Spain’s prime minister announced Saturday an extension of the country’s lockdown to combat the coronavirus, saying the measures are “bearing fruit” as the number of deaths fell for a second day in a row.
A nationwide 15-day state of emergency was first announced on March 14 barring people from leaving home except for essential outings such as buying food or seeking medical care. It was to end on April 11 after being extended by two weeks.
“The cabinet on Tuesday will again ask for authorisation from parliament to extend for a second time the state of alert until Saturday April 25 at midnight,” Prime Minister Pedro Sanchez said in a televised speech.
The extra weeks are “the time that our health system needs to recover,” he said.
Hospitals, in particular the intensive care units, have been overwhelmed by an influx of coronavirus patients.
However, Spain on Saturday recorded a second successive daily fall in coronavirus-related deaths with 809 fatalities. The total number of deaths in the country stands at 11,744, second only to Italy.
The number of new Spanish cases also slowed to 7,026, taking the total to 124,736.
“We know that these three weeks of isolation are bearing fruit,” Sanchez said.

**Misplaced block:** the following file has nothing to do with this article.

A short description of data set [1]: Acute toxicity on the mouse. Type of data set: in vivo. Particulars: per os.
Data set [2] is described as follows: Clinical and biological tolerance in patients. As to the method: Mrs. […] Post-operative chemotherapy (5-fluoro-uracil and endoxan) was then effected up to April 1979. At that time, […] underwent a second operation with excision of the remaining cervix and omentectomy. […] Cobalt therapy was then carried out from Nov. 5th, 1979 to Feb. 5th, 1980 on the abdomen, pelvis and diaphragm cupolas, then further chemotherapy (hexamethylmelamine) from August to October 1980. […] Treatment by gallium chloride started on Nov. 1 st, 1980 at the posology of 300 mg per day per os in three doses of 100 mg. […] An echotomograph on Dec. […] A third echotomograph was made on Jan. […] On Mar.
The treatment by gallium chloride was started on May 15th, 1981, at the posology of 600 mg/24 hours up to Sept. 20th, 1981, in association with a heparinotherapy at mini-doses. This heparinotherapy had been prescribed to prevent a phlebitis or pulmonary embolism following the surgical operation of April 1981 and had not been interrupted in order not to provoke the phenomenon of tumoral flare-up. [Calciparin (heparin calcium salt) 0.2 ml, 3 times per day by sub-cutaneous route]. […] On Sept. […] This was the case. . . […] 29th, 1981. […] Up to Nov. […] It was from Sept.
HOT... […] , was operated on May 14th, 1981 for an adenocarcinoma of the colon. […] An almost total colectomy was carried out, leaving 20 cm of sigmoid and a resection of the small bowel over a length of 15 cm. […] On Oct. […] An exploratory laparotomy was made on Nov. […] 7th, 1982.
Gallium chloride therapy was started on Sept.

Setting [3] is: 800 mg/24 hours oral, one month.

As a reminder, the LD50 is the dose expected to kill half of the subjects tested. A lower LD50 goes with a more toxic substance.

The confinement has allowed “a containment of the avalanche on the hospitals, the care of the sick and saved lives.”
But to “ease up now would have a worse result,” he said, warning of a “second wave” of infections.
“Yes, we are seeing a glimmer of hope,” but “we are entering a new phase that will not be easy, the transition phase,” said Dr. Maria Jose Sierra of the health ministry’s emergencies centre.
Sanchez said he could not rule out further extentions, but said an easing of the strict regulations could be possible if the situation improves.
Spain is still racing against the clock to procure more medical equipment for its overstretched hospitals, notably respirators.
About 50 arrived from Germany on Friday, after Spain appealed to its NATO allies.
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